In my previous blog post, I explained how 2016 was a great year for employees. There was a notable case, however, that was decided in favour of employers. Below is a cautionary tale for probationary employees. The case of Nagribianko v Select Wine Merchants Ltd was heard by the Ontario Divisional Court, and dealt with… Read more »
The law is forever changing. With every passing day and year, all levels of court throughout this country render decisions that have an immediate and pronounced impact on all of us. This has been an especially good year for employees. Without cause termination of federal employees not permitted The most significant employment law case to… Read more »
Alison McEwen, Lawyer in the Employment and Labour Law Groups at Nelligan O’Brien Payne LLP discusses an employer’s responsibility to accommodate family status. For more information about Alison McEwen, please click here For more information about our Employment Law Group, please click here
Chris Rootham, a lawyer in the Labour and Employment Law Groups, outlines different types of employee rights including the right to good faith, the right to privacy, and the right to be free from lies or mistaken information. Contact Employment Law lawyer Chris Rootham, by calling 613-231-8311, or email firstname.lastname@example.org.
Workplace sexual assault and harassment has been grabbing headlines for many years. It has been reported that many of our public institutions, including the RCMP and our armed forces, are dealing with a high incidence of such complaints. As we all know, sexual assault and sexual harassment can happen in any workplace. And when it… Read more »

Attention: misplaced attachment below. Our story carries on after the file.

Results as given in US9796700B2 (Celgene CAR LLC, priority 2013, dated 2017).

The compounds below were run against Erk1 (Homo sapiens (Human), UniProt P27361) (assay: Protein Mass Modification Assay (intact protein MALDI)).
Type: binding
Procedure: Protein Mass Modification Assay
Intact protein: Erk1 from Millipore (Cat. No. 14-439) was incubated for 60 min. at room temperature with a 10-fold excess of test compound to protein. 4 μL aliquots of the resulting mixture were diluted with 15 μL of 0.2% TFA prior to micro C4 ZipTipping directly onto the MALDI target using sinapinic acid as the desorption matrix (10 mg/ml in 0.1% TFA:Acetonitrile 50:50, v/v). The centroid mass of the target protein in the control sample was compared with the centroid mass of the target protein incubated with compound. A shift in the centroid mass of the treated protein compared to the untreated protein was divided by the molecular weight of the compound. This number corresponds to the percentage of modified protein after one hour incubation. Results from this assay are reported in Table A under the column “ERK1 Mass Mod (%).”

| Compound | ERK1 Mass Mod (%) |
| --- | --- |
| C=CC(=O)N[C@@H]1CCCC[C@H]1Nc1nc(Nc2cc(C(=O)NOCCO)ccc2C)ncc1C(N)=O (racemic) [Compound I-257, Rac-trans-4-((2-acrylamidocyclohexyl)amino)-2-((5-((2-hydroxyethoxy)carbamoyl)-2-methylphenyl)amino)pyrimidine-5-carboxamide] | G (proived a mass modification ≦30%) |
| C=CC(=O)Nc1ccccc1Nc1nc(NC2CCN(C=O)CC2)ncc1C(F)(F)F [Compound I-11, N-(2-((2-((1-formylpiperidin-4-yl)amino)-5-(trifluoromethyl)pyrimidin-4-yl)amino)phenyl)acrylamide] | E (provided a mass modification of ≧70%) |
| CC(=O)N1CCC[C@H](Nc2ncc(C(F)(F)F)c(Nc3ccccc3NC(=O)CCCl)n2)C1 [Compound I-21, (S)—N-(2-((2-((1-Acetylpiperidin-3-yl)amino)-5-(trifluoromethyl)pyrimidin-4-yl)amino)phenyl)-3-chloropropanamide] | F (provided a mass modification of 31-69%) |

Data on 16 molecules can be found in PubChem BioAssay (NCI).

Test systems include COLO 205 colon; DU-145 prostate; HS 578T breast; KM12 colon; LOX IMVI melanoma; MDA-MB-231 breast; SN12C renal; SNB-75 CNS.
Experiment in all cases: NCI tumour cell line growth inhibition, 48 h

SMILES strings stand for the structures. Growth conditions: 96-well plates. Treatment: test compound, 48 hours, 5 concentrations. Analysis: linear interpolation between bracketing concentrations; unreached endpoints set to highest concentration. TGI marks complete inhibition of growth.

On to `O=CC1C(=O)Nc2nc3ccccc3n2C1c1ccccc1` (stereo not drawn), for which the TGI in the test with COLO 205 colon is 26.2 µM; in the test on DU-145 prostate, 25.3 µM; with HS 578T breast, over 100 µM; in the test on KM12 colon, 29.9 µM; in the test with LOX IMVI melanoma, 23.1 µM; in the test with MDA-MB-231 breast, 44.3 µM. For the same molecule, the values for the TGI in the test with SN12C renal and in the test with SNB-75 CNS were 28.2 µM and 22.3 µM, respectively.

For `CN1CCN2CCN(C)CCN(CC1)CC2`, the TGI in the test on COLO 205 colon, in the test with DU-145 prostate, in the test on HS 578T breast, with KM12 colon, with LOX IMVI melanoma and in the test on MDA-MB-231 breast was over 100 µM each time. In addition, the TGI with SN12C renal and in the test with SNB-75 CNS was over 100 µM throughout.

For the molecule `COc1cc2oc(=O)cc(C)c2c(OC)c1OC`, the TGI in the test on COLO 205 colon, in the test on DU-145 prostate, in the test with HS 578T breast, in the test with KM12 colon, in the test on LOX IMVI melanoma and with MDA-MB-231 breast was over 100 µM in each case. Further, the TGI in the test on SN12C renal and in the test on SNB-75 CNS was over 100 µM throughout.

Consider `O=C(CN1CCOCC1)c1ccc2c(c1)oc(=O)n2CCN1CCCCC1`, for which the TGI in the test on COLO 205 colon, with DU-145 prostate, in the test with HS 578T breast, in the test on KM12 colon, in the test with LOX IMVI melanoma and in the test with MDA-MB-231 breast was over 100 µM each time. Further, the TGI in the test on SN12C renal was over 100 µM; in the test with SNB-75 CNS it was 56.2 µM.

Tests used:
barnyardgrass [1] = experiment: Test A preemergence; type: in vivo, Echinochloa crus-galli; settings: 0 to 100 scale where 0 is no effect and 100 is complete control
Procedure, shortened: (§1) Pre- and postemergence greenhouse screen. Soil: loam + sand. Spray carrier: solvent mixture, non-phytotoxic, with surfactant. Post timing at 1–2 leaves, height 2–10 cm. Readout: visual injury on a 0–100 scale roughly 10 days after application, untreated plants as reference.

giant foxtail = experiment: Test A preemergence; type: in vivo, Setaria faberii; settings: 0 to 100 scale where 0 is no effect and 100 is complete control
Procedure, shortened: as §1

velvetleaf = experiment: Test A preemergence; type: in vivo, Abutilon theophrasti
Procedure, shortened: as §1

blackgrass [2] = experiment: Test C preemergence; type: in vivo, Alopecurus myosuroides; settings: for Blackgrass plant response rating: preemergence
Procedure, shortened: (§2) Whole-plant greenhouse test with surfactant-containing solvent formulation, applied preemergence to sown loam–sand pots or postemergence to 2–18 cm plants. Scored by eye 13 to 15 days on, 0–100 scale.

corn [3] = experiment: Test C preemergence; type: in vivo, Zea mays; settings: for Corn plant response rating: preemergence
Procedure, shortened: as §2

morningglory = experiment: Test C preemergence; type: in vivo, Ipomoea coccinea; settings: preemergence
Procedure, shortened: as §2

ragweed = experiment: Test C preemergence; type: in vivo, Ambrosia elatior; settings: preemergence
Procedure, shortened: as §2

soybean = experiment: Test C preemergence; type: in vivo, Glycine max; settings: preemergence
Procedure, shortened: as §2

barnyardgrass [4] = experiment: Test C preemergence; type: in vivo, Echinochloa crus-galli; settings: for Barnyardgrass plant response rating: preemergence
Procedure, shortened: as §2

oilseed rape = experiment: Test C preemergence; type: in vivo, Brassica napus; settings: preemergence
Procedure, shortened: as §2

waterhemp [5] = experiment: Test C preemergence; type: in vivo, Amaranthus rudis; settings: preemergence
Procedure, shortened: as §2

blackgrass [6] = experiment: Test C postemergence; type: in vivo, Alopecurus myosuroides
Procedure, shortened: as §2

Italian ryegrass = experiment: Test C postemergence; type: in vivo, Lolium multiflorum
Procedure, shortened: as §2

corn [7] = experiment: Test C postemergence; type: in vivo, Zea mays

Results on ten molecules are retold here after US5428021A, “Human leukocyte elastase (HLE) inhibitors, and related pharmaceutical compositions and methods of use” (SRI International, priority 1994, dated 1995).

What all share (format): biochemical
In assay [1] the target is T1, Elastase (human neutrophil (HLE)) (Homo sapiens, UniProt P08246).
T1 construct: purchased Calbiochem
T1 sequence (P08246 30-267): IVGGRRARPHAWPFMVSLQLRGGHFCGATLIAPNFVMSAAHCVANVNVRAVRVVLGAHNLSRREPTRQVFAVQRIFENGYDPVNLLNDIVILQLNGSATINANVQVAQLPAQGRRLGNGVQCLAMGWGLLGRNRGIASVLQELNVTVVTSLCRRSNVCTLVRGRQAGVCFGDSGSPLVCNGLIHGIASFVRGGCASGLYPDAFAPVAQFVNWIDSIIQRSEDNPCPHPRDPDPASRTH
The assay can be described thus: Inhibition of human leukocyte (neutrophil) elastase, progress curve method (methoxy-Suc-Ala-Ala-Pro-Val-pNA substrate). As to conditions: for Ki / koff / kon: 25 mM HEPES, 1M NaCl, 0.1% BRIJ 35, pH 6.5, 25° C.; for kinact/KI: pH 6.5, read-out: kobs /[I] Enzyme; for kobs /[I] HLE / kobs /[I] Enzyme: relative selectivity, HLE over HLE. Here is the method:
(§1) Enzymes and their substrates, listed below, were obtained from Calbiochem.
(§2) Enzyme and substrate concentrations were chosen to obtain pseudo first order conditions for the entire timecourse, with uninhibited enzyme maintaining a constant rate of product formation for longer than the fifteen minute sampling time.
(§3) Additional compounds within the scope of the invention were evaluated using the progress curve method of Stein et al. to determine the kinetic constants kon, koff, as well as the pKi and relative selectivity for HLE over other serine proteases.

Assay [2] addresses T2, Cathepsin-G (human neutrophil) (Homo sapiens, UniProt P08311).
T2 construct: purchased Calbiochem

When an employer wants to terminate an employee without cause, it is required to do one of two things: give reasonable notice in advance of termination, or provide pay in lieu thereof [assuming the employee has no valid and enforceable employment contract]. But what happens if you are terminated because your employer is in dire financial straits? Are you entitled to less, simply because you were terminated as a cost-saving measure?
Attached to most termination packages is a document that, while important, is often filled with legalese and run-on sentences. This document is generally referred to as a Release. We recommend not signing such a document until you have spoken to an Employment Lawyer. Below are our top 10 need-to-know facts about employment-related releases and how they can affect your rights.
How should progressive discipline be doled out when dealing with a disabled employee? At the heart of this issue is the pull between documenting problems with an employee’s performance, meting out consequences for those performance failures or difficulties, and the duty to accommodate employees with disabilities whose disabilities may be causing the performance difficulties.
While a lawyer can provide guidance through the steps of the negotiation and litigation process, knowing how the process works prior to initiating it should help alleviate some of the stress. Here is a brief outline of steps in the litigation process in the order in which they [generally!] occur.
Just as an employer has a duty to provide proper notice of termination to an employee they terminate without cause, an employee also owes a reciprocal duty to provide notice of their resignation. Damages for not providing such notice are not often sought because, practically speaking, what the employer can hope to recover is often outweighed by the legal costs necessary to obtain it. However, when such damages are sought, this often comes as quite a shock to the employee who believed there would be no repercussions for quitting without notice.